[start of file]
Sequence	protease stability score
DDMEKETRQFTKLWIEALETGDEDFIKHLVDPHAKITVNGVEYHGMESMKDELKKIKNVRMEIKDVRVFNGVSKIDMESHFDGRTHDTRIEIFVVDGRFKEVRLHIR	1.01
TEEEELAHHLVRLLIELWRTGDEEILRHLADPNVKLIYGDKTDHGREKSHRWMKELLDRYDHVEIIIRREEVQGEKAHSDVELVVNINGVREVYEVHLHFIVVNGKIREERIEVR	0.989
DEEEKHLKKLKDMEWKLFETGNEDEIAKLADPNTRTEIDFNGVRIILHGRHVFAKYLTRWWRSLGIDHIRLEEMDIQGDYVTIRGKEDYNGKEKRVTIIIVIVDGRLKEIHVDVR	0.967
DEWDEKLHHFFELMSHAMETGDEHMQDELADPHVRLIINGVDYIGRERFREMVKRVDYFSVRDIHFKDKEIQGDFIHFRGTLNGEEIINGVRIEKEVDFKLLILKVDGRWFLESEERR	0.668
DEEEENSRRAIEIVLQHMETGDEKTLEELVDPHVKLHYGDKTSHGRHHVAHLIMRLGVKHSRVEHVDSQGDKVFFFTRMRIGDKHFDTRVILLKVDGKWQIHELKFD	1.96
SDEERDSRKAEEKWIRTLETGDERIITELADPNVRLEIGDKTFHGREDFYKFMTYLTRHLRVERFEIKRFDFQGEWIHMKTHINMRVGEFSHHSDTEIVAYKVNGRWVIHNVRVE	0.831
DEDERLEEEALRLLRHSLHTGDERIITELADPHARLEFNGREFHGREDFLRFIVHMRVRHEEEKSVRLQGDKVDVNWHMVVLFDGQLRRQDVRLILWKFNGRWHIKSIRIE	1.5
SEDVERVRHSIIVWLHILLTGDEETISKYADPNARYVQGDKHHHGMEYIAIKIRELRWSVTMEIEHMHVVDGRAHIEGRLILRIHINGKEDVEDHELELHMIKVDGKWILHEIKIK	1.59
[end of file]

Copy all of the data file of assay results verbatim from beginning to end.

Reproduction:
Sequence	protease stability score
DDMEKETRQFTKLWIEALETGDEDFIKHLVDPHAKITVNGVEYHGMESMKDELKKIKNVRMEIKDVRVFNGVSKIDMESHFDGRTHDTRIEIFVVDGRFKEVRLHIR	1.01
TEEEELAHHLVRLLIELWRTGDEEILRHLADPNVKLIYGDKTDHGREKSHRWMKELLDRYDHVEIIIRREEVQGEKAHSDVELVVNINGVREVYEVHLHFIVVNGKIREERIEVR	0.989
DEEEKHLKKLKDMEWKLFETGNEDEIAKLADPNTRTEIDFNGVRIILHGRHVFAKYLTRWWRSLGIDHIRLEEMDIQGDYVTIRGKEDYNGKEKRVTIIIVIVDGRLKEIHVDVR	0.967
DEWDEKLHHFFELMSHAMETGDEHMQDELADPHVRLIINGVDYIGRERFREMVKRVDYFSVRDIHFKDKEIQGDFIHFRGTLNGEEIINGVRIEKEVDFKLLILKVDGRWFLESEERR	0.668
DEEEENSRRAIEIVLQHMETGDEKTLEELVDPHVKLHYGDKTSHGRHHVAHLIMRLGVKHSRVEHVDSQGDKVFFFTRMRIGDKHFDTRVILLKVDGKWQIHELKFD	1.96
SDEERDSRKAEEKWIRTLETGDERIITELADPNVRLEIGDKTFHGREDFYKFMTYLTRHLRVERFEIKRFDFQGEWIHMKTHINMRVGEFSHHSDTEIVAYKVNGRWVIHNVRVE	0.831
DEDERLEEEALRLLRHSLHTGDERIITELADPHARLEFNGREFHGREDFLRFIVHMRVRHEEEKSVRLQGDKVDVNWHMVVLFDGQLRRQDVRLILWKFNGRWHIKSIRIE	1.5
SEDVERVRHSIIVWLHILLTGDEETISKYADPNARYVQGDKHHHGMEYIAIKIRELRWSVTMEIEHMHVVDGRAHIEGRLILRIHINGKEDVEDHELELHMIKVDGKWILHEIKIK	1.59